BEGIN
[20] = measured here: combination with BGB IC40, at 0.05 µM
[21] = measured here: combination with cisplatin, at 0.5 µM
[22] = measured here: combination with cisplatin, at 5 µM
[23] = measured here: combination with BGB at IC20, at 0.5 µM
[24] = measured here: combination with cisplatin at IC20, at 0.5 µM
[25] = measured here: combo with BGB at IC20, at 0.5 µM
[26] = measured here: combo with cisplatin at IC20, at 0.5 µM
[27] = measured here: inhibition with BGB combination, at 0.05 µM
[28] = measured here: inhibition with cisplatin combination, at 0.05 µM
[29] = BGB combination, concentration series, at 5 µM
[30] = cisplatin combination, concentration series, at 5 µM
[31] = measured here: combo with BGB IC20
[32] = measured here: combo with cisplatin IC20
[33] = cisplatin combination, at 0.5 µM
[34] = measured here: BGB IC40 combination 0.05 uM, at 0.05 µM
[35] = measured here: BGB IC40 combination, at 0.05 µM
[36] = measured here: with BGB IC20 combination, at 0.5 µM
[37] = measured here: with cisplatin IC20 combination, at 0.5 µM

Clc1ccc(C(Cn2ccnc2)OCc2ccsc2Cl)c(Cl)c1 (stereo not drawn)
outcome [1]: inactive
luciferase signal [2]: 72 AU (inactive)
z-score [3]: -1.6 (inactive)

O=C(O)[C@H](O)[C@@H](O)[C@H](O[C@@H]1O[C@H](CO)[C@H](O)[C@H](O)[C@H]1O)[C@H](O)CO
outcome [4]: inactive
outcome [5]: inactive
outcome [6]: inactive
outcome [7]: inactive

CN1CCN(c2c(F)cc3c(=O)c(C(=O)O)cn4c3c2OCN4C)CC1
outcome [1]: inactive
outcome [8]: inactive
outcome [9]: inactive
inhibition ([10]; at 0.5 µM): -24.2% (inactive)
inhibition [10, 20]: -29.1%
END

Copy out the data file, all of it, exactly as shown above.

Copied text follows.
[20] = measured here: combination with BGB IC40, at 0.05 µM
[21] = measured here: combination with cisplatin, at 0.5 µM
[22] = measured here: combination with cisplatin, at 5 µM
[23] = measured here: combination with BGB at IC20, at 0.5 µM
[24] = measured here: combination with cisplatin at IC20, at 0.5 µM
[25] = measured here: combo with BGB at IC20, at 0.5 µM
[26] = measured here: combo with cisplatin at IC20, at 0.5 µM
[27] = measured here: inhibition with BGB combination, at 0.05 µM
[28] = measured here: inhibition with cisplatin combination, at 0.05 µM
[29] = BGB combination, concentration series, at 5 µM
[30] = cisplatin combination, concentration series, at 5 µM
[31] = measured here: combo with BGB IC20
[32] = measured here: combo with cisplatin IC20
[33] = cisplatin combination, at 0.5 µM
[34] = measured here: BGB IC40 combination 0.05 uM, at 0.05 µM
[35] = measured here: BGB IC40 combination, at 0.05 µM
[36] = measured here: with BGB IC20 combination, at 0.5 µM
[37] = measured here: with cisplatin IC20 combination, at 0.5 µM

Clc1ccc(C(Cn2ccnc2)OCc2ccsc2Cl)c(Cl)c1 (stereo not drawn)
outcome [1]: inactive
luciferase signal [2]: 72 AU (inactive)
z-score [3]: -1.6 (inactive)

O=C(O)[C@H](O)[C@@H](O)[C@H](O[C@@H]1O[C@H](CO)[C@H](O)[C@H](O)[C@H]1O)[C@H](O)CO
outcome [4]: inactive
outcome [5]: inactive
outcome [6]: inactive
outcome [7]: inactive

CN1CCN(c2c(F)cc3c(=O)c(C(=O)O)cn4c3c2OCN4C)CC1
outcome [1]: inactive
outcome [8]: inactive
outcome [9]: inactive
inhibition ([10]; at 0.5 µM): -24.2% (inactive)
inhibition [10, 20]: -29.1%